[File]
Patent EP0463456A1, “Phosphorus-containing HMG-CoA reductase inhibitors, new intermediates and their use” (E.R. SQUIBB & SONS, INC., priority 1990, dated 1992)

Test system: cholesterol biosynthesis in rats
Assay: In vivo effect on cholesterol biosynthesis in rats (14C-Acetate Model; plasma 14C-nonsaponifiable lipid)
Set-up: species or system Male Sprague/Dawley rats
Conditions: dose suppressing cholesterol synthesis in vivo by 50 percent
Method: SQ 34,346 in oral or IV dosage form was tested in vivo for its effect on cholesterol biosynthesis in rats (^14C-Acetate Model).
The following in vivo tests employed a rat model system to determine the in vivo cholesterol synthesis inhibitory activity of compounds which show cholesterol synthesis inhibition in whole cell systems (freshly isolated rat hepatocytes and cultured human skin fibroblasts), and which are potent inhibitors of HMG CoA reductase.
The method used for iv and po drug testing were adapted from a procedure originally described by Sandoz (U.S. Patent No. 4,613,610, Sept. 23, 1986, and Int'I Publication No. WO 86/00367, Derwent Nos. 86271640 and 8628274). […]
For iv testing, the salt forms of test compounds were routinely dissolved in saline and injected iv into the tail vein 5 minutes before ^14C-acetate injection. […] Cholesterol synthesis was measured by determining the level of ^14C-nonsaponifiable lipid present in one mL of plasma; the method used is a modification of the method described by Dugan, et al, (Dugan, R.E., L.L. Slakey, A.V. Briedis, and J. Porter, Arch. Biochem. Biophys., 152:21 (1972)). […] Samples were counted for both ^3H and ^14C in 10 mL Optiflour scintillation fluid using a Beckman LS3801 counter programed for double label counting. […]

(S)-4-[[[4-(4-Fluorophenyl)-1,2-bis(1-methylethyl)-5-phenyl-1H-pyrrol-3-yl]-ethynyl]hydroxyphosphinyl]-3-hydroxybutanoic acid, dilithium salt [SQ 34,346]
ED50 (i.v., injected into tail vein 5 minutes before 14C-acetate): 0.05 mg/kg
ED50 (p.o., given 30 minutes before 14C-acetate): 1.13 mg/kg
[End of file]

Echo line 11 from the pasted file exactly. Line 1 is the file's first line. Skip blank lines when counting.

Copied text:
ED50 (i.v., injected into tail vein 5 minutes before 14C-acetate): 0.05 mg/kg